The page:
A robotic submarine is continuing its search for wreckage from the missing Malaysian jetliner, a day after its initial mission was cut short because the waters were too deep.
The “Bluefin-21” submarine is using sonar to help create a three-dimensional image of the floor of the southern Indian Ocean, where the Boeing 777 is believed to have crashed.
The vehicle’s initial mission Monday night was aborted after just six hours when it reached an area that exceeded its operating depth of 4,500 meters.
The Australian agency coordinating the search said Wednesday the submarine was redeployed after authorities found nothing of interest in the data from the first mission.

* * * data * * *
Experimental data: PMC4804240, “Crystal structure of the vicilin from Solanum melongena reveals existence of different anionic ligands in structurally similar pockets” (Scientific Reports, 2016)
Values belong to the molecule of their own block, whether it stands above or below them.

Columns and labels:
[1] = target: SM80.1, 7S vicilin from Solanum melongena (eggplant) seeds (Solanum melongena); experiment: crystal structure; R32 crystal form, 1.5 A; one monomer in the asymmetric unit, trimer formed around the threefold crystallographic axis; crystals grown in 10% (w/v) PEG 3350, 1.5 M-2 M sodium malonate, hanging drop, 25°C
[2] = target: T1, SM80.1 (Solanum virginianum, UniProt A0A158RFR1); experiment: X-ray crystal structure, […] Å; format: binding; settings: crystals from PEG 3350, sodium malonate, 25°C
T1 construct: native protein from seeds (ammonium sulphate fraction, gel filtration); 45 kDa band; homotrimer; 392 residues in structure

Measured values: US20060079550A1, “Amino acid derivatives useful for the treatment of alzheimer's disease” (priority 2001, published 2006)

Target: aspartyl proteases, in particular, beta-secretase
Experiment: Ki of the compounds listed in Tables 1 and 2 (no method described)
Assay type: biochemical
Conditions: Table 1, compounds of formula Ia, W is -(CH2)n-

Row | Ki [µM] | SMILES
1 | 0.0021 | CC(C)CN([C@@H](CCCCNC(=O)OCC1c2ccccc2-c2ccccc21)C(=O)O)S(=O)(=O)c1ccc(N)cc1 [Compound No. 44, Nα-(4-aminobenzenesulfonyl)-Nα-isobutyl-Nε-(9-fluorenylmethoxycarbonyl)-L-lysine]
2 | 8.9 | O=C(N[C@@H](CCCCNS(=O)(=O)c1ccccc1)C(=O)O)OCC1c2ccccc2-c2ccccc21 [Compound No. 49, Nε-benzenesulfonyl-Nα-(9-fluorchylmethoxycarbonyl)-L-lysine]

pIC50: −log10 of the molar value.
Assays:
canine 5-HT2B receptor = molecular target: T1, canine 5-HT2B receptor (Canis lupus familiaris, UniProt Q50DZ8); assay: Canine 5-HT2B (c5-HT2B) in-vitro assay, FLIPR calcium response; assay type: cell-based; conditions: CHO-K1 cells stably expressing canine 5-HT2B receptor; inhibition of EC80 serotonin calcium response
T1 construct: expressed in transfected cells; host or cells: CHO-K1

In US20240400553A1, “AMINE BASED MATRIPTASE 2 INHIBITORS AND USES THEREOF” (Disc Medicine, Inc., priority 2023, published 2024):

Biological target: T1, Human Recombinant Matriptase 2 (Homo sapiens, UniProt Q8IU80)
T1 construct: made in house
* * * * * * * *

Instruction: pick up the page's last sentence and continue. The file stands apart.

U.S. Navy officials have warned it could take up to two months for the submarine to search the 600-square kilometer area, which has never been mapped.
On the surface, a team of 14 aircraft and 11 ships continued Wednesday looking for debris and listening for black box signals, although authorities have warned that this effort will soon be ended.
It has now been a week since authorities last detected a signal they believe came from a locator beacon on the plane’s flight data recorder, which is now presumed to have run out of batteries.
The Malaysia Airlines jet, carrying 239 people, vanished five weeks ago while en route from Kuala Lumpur to Beijing.
Malaysian officials think the plane was intentionally diverted, but have still refused to rule out other possibilities, including a massive mechanical malfunction.